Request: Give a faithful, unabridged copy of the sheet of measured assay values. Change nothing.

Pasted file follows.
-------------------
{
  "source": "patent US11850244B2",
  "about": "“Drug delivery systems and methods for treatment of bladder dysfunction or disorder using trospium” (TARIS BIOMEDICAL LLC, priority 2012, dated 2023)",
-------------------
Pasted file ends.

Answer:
{
  "source": "patent US11850244B2",
  "about": "“Drug delivery systems and methods for treatment of bladder dysfunction or disorder using trospium” (TARIS BIOMEDICAL LLC, priority 2012, dated 2023)",